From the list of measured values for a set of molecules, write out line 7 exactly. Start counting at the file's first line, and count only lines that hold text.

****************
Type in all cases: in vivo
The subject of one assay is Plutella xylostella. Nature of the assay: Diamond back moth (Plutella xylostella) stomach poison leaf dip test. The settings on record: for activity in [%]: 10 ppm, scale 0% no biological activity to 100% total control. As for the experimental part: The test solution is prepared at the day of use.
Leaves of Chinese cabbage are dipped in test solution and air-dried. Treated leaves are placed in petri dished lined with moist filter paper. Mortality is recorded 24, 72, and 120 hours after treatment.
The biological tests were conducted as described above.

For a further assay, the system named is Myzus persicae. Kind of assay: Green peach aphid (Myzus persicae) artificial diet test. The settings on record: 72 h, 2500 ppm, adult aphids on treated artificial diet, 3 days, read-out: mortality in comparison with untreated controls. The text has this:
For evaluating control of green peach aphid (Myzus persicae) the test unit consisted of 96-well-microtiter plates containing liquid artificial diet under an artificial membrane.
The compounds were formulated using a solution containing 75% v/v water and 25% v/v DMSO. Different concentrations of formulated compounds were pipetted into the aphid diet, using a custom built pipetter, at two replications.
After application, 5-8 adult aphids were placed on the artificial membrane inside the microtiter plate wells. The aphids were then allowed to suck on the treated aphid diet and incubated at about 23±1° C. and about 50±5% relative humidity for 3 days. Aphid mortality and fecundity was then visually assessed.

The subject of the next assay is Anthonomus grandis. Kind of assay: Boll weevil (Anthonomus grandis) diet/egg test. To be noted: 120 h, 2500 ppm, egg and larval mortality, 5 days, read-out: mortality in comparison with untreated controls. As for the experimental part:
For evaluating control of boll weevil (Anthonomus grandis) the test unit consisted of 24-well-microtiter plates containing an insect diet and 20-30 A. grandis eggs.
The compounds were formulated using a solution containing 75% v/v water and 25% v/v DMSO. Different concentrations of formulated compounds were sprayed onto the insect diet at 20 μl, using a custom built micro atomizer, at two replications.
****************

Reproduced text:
The compounds were formulated using a solution containing 75% v/v water and 25% v/v DMSO. Different concentrations of formulated compounds were pipetted into the aphid diet, using a custom built pipetter, at two replications.